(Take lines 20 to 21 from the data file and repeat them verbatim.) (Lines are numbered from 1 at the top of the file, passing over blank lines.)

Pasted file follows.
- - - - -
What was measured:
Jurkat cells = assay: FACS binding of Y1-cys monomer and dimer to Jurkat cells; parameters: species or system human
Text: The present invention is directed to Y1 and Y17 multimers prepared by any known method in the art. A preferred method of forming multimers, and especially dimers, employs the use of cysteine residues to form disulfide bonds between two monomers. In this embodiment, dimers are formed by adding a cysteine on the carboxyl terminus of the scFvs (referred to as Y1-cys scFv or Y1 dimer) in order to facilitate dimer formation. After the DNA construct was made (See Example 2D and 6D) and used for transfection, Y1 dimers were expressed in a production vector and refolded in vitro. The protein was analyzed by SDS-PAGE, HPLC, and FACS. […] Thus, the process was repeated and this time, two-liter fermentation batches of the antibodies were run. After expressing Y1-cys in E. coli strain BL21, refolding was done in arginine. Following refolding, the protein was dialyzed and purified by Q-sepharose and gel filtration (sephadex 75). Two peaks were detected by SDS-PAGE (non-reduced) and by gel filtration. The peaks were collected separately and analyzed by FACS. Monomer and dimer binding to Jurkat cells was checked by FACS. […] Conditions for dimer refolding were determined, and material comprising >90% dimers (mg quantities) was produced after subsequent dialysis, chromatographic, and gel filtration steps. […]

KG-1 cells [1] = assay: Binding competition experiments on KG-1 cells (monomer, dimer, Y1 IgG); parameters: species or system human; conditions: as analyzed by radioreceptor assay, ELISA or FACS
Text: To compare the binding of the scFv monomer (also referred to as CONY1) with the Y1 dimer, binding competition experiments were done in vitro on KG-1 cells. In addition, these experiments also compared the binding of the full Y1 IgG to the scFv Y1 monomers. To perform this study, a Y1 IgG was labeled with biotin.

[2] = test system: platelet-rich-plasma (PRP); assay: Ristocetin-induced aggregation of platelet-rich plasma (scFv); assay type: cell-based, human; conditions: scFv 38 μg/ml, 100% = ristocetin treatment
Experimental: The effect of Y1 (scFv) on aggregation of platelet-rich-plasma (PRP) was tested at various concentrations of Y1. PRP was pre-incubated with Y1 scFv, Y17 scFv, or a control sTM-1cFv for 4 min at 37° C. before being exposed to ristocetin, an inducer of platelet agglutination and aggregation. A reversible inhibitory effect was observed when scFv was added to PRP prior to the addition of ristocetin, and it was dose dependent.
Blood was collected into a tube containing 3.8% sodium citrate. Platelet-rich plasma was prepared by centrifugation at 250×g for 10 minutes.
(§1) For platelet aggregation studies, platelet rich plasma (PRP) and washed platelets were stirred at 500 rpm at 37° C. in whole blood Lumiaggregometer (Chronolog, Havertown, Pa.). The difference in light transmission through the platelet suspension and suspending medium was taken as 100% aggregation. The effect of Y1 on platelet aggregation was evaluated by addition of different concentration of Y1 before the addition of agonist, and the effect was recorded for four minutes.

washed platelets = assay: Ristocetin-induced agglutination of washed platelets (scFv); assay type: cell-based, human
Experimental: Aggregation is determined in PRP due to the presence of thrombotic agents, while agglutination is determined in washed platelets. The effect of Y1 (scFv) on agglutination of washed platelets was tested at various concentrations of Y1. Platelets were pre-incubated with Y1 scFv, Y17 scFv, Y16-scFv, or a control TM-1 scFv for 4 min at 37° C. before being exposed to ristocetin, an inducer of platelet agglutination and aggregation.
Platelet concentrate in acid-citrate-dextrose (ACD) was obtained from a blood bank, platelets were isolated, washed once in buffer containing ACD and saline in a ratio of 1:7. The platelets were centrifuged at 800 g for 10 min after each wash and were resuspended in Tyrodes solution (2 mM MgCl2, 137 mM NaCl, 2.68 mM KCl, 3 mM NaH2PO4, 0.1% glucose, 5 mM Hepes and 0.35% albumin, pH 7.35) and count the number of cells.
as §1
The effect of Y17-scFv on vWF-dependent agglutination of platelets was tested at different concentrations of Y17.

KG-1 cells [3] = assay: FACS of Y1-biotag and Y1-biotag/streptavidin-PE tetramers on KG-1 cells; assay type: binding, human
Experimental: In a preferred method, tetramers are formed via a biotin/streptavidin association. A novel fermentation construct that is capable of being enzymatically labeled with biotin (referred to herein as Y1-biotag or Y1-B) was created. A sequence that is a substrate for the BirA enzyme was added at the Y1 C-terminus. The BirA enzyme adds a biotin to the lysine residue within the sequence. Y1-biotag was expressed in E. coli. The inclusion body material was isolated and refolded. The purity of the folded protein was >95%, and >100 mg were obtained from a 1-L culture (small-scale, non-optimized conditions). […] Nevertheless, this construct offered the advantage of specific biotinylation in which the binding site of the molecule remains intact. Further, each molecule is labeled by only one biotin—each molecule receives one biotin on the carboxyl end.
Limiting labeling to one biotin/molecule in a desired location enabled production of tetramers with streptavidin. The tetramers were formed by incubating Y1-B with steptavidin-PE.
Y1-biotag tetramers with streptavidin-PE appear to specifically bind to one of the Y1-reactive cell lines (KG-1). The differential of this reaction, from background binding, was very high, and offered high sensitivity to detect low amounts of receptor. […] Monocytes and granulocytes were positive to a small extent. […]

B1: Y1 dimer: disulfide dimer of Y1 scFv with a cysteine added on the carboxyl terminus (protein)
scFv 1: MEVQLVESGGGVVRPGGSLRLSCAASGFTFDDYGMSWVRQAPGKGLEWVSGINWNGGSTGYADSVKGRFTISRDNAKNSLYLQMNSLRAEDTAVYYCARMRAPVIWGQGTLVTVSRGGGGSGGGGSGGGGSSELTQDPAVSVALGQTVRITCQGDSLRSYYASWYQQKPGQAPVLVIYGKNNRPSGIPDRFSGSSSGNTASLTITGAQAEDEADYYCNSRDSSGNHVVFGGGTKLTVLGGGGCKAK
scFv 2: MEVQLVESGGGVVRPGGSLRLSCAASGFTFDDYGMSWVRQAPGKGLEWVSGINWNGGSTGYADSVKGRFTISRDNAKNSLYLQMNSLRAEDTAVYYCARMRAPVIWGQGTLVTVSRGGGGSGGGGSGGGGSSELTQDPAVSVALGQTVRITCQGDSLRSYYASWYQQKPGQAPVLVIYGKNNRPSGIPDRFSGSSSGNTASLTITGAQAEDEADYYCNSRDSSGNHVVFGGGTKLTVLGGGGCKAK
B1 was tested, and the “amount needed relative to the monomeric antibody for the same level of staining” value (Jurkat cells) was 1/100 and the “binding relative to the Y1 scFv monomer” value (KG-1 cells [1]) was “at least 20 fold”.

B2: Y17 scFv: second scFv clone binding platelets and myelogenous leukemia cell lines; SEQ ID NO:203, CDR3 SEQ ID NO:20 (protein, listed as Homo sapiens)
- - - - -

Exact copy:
scFv 1: MEVQLVESGGGVVRPGGSLRLSCAASGFTFDDYGMSWVRQAPGKGLEWVSGINWNGGSTGYADSVKGRFTISRDNAKNSLYLQMNSLRAEDTAVYYCARMRAPVIWGQGTLVTVSRGGGGSGGGGSGGGGSSELTQDPAVSVALGQTVRITCQGDSLRSYYASWYQQKPGQAPVLVIYGKNNRPSGIPDRFSGSSSGNTASLTITGAQAEDEADYYCNSRDSSGNHVVFGGGTKLTVLGGGGCKAK
scFv 2: MEVQLVESGGGVVRPGGSLRLSCAASGFTFDDYGMSWVRQAPGKGLEWVSGINWNGGSTGYADSVKGRFTISRDNAKNSLYLQMNSLRAEDTAVYYCARMRAPVIWGQGTLVTVSRGGGGSGGGGSGGGGSSELTQDPAVSVALGQTVRITCQGDSLRSYYASWYQQKPGQAPVLVIYGKNNRPSGIPDRFSGSSSGNTASLTITGAQAEDEADYYCNSRDSSGNHVVFGGGTKLTVLGGGGCKAK